[Written by Don Burgess]
David Dumont won his case against Bermuda College for breach of contract.
Mr Dumont was employed by the College as facilities and security supervisor from February 13, 2012, until May 23, 2017. He claimed the College owed him $62,749.28 plus interest for their refusal to pay him for being on-call outside normal working hours.
The College said Mr Dumont was not entitled to on-call pay because he was never on-call within the meaning of his contract and was not contractually required to be so.
According to the Collective Bargaining Agreement, an employee who is required to remain on-call is entitled to $38.83 per shift and an employee who is called out after normal working hours shall receive a minimum of three hours pay if eligible for overtime payments at the appropriate rate.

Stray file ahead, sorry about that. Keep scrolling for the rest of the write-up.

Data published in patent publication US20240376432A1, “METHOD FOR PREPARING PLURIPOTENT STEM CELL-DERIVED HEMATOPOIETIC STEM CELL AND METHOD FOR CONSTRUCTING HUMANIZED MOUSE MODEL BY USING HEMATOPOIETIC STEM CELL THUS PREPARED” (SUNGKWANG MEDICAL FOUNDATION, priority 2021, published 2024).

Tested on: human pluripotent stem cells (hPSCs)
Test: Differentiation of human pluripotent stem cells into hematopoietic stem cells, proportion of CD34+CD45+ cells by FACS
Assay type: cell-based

Initially, Bermuda Security Group would field the alarms at the College and determine if it was a false alarm or not, but that was later outsourced to an overseas monitoring centre. The monitoring centre notified Mr Dumont via email every time without first assessing whether the alarm was false or not. From July 29, 2015, to May 27, 2017, Mr Dumont was sent 55,132 emails – an average of 83 per day. Mr Dumont was paid when he was called out but never for when he was on-call.
Puisne Judge Stephen Hellman ruled Mr Dumont is entitled to an on-call allowance from February 13, 2012, to June 30, 2016, when he was available to be called out.
However, but was not entitled to on-call pay for the days when he was unavailable to be called out because he was off work even though he was fielding phone calls from Bermuda Security Group. He added the College and Mr Dumont to agree on the days for which an on-call allowance is payable.
He also ruled Bermuda College has to pay Mr Dumont’s costs for the case.
The full judgement follows below [PDF here]: